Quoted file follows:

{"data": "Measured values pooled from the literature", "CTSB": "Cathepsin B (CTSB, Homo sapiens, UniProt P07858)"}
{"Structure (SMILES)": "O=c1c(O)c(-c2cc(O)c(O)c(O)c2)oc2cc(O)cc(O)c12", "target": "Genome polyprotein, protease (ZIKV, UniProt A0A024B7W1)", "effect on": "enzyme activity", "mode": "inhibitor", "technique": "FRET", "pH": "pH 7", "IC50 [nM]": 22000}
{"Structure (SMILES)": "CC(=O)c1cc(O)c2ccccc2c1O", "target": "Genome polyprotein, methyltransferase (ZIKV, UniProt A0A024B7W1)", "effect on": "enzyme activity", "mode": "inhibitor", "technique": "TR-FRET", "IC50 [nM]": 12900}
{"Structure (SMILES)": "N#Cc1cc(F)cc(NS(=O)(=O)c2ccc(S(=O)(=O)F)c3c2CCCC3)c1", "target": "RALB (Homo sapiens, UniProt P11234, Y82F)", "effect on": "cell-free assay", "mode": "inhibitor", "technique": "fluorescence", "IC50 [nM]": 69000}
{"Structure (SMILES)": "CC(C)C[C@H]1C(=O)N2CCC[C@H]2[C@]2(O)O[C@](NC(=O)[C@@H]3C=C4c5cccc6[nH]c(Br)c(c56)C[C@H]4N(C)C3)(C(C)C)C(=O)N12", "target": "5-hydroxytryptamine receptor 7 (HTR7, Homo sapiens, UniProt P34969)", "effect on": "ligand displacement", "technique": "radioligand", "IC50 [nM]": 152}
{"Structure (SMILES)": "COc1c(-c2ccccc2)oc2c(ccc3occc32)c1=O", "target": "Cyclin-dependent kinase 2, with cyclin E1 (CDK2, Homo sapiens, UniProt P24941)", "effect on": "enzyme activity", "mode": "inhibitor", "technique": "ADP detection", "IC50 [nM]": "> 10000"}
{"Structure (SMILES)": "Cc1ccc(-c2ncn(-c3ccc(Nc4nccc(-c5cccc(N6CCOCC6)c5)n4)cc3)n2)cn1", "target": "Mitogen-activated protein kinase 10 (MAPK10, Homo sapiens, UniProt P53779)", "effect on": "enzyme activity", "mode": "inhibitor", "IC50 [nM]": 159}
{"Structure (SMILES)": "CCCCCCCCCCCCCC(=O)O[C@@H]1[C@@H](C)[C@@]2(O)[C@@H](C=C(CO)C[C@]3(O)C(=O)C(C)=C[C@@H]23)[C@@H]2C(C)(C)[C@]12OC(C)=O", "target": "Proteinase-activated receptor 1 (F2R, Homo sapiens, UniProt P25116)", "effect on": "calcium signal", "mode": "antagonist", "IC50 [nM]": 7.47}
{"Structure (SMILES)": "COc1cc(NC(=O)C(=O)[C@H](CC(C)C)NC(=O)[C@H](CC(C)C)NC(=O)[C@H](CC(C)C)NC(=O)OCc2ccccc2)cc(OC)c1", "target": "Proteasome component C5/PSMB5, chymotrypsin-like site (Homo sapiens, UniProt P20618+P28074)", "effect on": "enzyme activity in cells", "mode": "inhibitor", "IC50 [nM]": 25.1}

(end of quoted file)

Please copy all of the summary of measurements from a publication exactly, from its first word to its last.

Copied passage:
{"data": "Measured values pooled from the literature", "CTSB": "Cathepsin B (CTSB, Homo sapiens, UniProt P07858)"}
{"Structure (SMILES)": "O=c1c(O)c(-c2cc(O)c(O)c(O)c2)oc2cc(O)cc(O)c12", "target": "Genome polyprotein, protease (ZIKV, UniProt A0A024B7W1)", "effect on": "enzyme activity", "mode": "inhibitor", "technique": "FRET", "pH": "pH 7", "IC50 [nM]": 22000}
{"Structure (SMILES)": "CC(=O)c1cc(O)c2ccccc2c1O", "target": "Genome polyprotein, methyltransferase (ZIKV, UniProt A0A024B7W1)", "effect on": "enzyme activity", "mode": "inhibitor", "technique": "TR-FRET", "IC50 [nM]": 12900}
{"Structure (SMILES)": "N#Cc1cc(F)cc(NS(=O)(=O)c2ccc(S(=O)(=O)F)c3c2CCCC3)c1", "target": "RALB (Homo sapiens, UniProt P11234, Y82F)", "effect on": "cell-free assay", "mode": "inhibitor", "technique": "fluorescence", "IC50 [nM]": 69000}
{"Structure (SMILES)": "CC(C)C[C@H]1C(=O)N2CCC[C@H]2[C@]2(O)O[C@](NC(=O)[C@@H]3C=C4c5cccc6[nH]c(Br)c(c56)C[C@H]4N(C)C3)(C(C)C)C(=O)N12", "target": "5-hydroxytryptamine receptor 7 (HTR7, Homo sapiens, UniProt P34969)", "effect on": "ligand displacement", "technique": "radioligand", "IC50 [nM]": 152}
{"Structure (SMILES)": "COc1c(-c2ccccc2)oc2c(ccc3occc32)c1=O", "target": "Cyclin-dependent kinase 2, with cyclin E1 (CDK2, Homo sapiens, UniProt P24941)", "effect on": "enzyme activity", "mode": "inhibitor", "technique": "ADP detection", "IC50 [nM]": "> 10000"}
{"Structure (SMILES)": "Cc1ccc(-c2ncn(-c3ccc(Nc4nccc(-c5cccc(N6CCOCC6)c5)n4)cc3)n2)cn1", "target": "Mitogen-activated protein kinase 10 (MAPK10, Homo sapiens, UniProt P53779)", "effect on": "enzyme activity", "mode": "inhibitor", "IC50 [nM]": 159}
{"Structure (SMILES)": "CCCCCCCCCCCCCC(=O)O[C@@H]1[C@@H](C)[C@@]2(O)[C@@H](C=C(CO)C[C@]3(O)C(=O)C(C)=C[C@@H]23)[C@@H]2C(C)(C)[C@]12OC(C)=O", "target": "Proteinase-activated receptor 1 (F2R, Homo sapiens, UniProt P25116)", "effect on": "calcium signal", "mode": "antagonist", "IC50 [nM]": 7.47}
{"Structure (SMILES)": "COc1cc(NC(=O)C(=O)[C@H](CC(C)C)NC(=O)[C@H](CC(C)C)NC(=O)[C@H](CC(C)C)NC(=O)OCc2ccccc2)cc(OC)c1", "target": "Proteasome component C5/PSMB5, chymotrypsin-like site (Homo sapiens, UniProt P20618+P28074)", "effect on": "enzyme activity in cells", "mode": "inhibitor", "IC50 [nM]": 25.1}